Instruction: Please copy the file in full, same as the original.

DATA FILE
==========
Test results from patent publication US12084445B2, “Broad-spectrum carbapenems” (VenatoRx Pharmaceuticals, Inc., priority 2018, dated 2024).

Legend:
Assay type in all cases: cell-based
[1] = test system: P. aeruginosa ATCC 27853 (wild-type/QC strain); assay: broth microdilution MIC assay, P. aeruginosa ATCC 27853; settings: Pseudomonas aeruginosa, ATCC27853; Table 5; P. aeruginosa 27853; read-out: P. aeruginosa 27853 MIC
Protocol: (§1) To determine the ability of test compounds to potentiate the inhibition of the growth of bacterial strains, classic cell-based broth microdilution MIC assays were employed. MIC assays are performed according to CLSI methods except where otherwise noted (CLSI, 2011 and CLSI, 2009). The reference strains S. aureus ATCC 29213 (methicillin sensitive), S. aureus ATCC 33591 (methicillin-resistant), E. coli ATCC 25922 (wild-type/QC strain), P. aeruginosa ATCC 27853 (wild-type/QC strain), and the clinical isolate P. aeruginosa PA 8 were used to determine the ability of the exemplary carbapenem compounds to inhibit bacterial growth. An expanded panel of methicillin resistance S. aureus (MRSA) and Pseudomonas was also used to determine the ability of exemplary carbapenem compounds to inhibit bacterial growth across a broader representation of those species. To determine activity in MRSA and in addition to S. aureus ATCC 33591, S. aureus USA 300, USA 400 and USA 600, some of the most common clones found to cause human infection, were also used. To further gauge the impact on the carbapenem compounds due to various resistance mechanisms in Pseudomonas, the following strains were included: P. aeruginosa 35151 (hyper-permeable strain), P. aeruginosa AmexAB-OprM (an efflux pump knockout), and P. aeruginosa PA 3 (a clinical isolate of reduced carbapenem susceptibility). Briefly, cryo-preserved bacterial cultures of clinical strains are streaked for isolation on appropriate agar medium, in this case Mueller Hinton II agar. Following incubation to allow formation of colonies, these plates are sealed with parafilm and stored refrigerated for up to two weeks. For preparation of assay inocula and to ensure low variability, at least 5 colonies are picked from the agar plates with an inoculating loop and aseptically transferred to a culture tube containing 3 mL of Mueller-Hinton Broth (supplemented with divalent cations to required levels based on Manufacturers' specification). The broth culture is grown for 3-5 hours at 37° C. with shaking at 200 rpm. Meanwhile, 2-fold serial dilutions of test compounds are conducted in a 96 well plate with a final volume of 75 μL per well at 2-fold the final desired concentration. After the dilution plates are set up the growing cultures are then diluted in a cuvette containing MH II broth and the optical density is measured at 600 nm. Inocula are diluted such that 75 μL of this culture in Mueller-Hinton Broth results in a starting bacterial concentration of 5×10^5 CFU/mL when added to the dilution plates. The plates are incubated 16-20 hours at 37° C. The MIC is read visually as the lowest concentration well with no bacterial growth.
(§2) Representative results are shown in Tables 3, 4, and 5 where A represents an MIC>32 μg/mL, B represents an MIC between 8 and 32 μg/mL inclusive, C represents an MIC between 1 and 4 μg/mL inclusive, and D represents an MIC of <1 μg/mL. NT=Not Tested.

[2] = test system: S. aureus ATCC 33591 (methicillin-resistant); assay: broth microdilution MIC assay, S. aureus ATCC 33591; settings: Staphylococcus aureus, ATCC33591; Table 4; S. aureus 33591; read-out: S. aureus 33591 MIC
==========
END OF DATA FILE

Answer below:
Test results from patent publication US12084445B2, “Broad-spectrum carbapenems” (VenatoRx Pharmaceuticals, Inc., priority 2018, dated 2024).

Legend:
Assay type in all cases: cell-based
[1] = test system: P. aeruginosa ATCC 27853 (wild-type/QC strain); assay: broth microdilution MIC assay, P. aeruginosa ATCC 27853; settings: Pseudomonas aeruginosa, ATCC27853; Table 5; P. aeruginosa 27853; read-out: P. aeruginosa 27853 MIC
Protocol: (§1) To determine the ability of test compounds to potentiate the inhibition of the growth of bacterial strains, classic cell-based broth microdilution MIC assays were employed. MIC assays are performed according to CLSI methods except where otherwise noted (CLSI, 2011 and CLSI, 2009). The reference strains S. aureus ATCC 29213 (methicillin sensitive), S. aureus ATCC 33591 (methicillin-resistant), E. coli ATCC 25922 (wild-type/QC strain), P. aeruginosa ATCC 27853 (wild-type/QC strain), and the clinical isolate P. aeruginosa PA 8 were used to determine the ability of the exemplary carbapenem compounds to inhibit bacterial growth. An expanded panel of methicillin resistance S. aureus (MRSA) and Pseudomonas was also used to determine the ability of exemplary carbapenem compounds to inhibit bacterial growth across a broader representation of those species. To determine activity in MRSA and in addition to S. aureus ATCC 33591, S. aureus USA 300, USA 400 and USA 600, some of the most common clones found to cause human infection, were also used. To further gauge the impact on the carbapenem compounds due to various resistance mechanisms in Pseudomonas, the following strains were included: P. aeruginosa 35151 (hyper-permeable strain), P. aeruginosa AmexAB-OprM (an efflux pump knockout), and P. aeruginosa PA 3 (a clinical isolate of reduced carbapenem susceptibility). Briefly, cryo-preserved bacterial cultures of clinical strains are streaked for isolation on appropriate agar medium, in this case Mueller Hinton II agar. Following incubation to allow formation of colonies, these plates are sealed with parafilm and stored refrigerated for up to two weeks. For preparation of assay inocula and to ensure low variability, at least 5 colonies are picked from the agar plates with an inoculating loop and aseptically transferred to a culture tube containing 3 mL of Mueller-Hinton Broth (supplemented with divalent cations to required levels based on Manufacturers' specification). The broth culture is grown for 3-5 hours at 37° C. with shaking at 200 rpm. Meanwhile, 2-fold serial dilutions of test compounds are conducted in a 96 well plate with a final volume of 75 μL per well at 2-fold the final desired concentration. After the dilution plates are set up the growing cultures are then diluted in a cuvette containing MH II broth and the optical density is measured at 600 nm. Inocula are diluted such that 75 μL of this culture in Mueller-Hinton Broth results in a starting bacterial concentration of 5×10^5 CFU/mL when added to the dilution plates. The plates are incubated 16-20 hours at 37° C. The MIC is read visually as the lowest concentration well with no bacterial growth.
(§2) Representative results are shown in Tables 3, 4, and 5 where A represents an MIC>32 μg/mL, B represents an MIC between 8 and 32 μg/mL inclusive, C represents an MIC between 1 and 4 μg/mL inclusive, and D represents an MIC of <1 μg/mL. NT=Not Tested.

[2] = test system: S. aureus ATCC 33591 (methicillin-resistant); assay: broth microdilution MIC assay, S. aureus ATCC 33591; settings: Staphylococcus aureus, ATCC33591; Table 4; S. aureus 33591; read-out: S. aureus 33591 MIC